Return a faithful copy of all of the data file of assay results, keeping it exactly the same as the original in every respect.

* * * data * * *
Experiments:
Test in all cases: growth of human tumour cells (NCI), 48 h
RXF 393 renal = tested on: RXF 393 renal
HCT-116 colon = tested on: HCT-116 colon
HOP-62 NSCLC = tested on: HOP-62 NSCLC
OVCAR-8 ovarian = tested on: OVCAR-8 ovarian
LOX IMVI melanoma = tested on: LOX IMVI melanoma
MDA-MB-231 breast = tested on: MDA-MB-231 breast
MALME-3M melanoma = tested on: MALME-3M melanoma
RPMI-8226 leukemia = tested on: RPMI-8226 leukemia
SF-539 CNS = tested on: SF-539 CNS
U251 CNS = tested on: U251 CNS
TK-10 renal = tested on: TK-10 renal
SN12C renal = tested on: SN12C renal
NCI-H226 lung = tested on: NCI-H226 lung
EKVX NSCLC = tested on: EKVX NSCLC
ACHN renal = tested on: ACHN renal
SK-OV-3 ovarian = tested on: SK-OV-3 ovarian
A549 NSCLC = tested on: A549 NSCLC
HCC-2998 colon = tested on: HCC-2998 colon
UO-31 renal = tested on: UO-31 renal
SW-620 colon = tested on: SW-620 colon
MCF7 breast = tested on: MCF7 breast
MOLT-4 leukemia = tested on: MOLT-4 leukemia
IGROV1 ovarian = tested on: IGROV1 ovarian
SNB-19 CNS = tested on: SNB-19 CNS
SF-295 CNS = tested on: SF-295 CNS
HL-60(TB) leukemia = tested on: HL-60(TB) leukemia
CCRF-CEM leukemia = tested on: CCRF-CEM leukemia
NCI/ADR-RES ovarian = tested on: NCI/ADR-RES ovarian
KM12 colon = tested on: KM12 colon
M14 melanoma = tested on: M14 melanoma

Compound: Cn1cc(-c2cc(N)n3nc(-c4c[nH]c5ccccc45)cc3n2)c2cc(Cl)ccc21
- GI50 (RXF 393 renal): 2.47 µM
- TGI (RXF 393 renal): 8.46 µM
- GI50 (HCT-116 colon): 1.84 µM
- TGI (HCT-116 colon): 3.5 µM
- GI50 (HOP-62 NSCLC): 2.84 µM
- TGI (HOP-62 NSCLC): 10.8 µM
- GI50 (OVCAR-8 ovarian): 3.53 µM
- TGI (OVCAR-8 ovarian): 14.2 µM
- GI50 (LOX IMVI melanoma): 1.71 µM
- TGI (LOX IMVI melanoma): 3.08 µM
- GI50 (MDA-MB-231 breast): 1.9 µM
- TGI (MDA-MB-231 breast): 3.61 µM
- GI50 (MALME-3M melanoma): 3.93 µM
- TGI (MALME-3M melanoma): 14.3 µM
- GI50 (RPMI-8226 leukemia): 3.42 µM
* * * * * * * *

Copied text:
Experiments:
Test in all cases: growth of human tumour cells (NCI), 48 h
RXF 393 renal = tested on: RXF 393 renal
HCT-116 colon = tested on: HCT-116 colon
HOP-62 NSCLC = tested on: HOP-62 NSCLC
OVCAR-8 ovarian = tested on: OVCAR-8 ovarian
LOX IMVI melanoma = tested on: LOX IMVI melanoma
MDA-MB-231 breast = tested on: MDA-MB-231 breast
MALME-3M melanoma = tested on: MALME-3M melanoma
RPMI-8226 leukemia = tested on: RPMI-8226 leukemia
SF-539 CNS = tested on: SF-539 CNS
U251 CNS = tested on: U251 CNS
TK-10 renal = tested on: TK-10 renal
SN12C renal = tested on: SN12C renal
NCI-H226 lung = tested on: NCI-H226 lung
EKVX NSCLC = tested on: EKVX NSCLC
ACHN renal = tested on: ACHN renal
SK-OV-3 ovarian = tested on: SK-OV-3 ovarian
A549 NSCLC = tested on: A549 NSCLC
HCC-2998 colon = tested on: HCC-2998 colon
UO-31 renal = tested on: UO-31 renal
SW-620 colon = tested on: SW-620 colon
MCF7 breast = tested on: MCF7 breast
MOLT-4 leukemia = tested on: MOLT-4 leukemia
IGROV1 ovarian = tested on: IGROV1 ovarian
SNB-19 CNS = tested on: SNB-19 CNS
SF-295 CNS = tested on: SF-295 CNS
HL-60(TB) leukemia = tested on: HL-60(TB) leukemia
CCRF-CEM leukemia = tested on: CCRF-CEM leukemia
NCI/ADR-RES ovarian = tested on: NCI/ADR-RES ovarian
KM12 colon = tested on: KM12 colon
M14 melanoma = tested on: M14 melanoma

Compound: Cn1cc(-c2cc(N)n3nc(-c4c[nH]c5ccccc45)cc3n2)c2cc(Cl)ccc21
- GI50 (RXF 393 renal): 2.47 µM
- TGI (RXF 393 renal): 8.46 µM
- GI50 (HCT-116 colon): 1.84 µM
- TGI (HCT-116 colon): 3.5 µM
- GI50 (HOP-62 NSCLC): 2.84 µM
- TGI (HOP-62 NSCLC): 10.8 µM
- GI50 (OVCAR-8 ovarian): 3.53 µM
- TGI (OVCAR-8 ovarian): 14.2 µM
- GI50 (LOX IMVI melanoma): 1.71 µM
- TGI (LOX IMVI melanoma): 3.08 µM
- GI50 (MDA-MB-231 breast): 1.9 µM
- TGI (MDA-MB-231 breast): 3.61 µM
- GI50 (MALME-3M melanoma): 3.93 µM
- TGI (MALME-3M melanoma): 14.3 µM
- GI50 (RPMI-8226 leukemia): 3.42 µM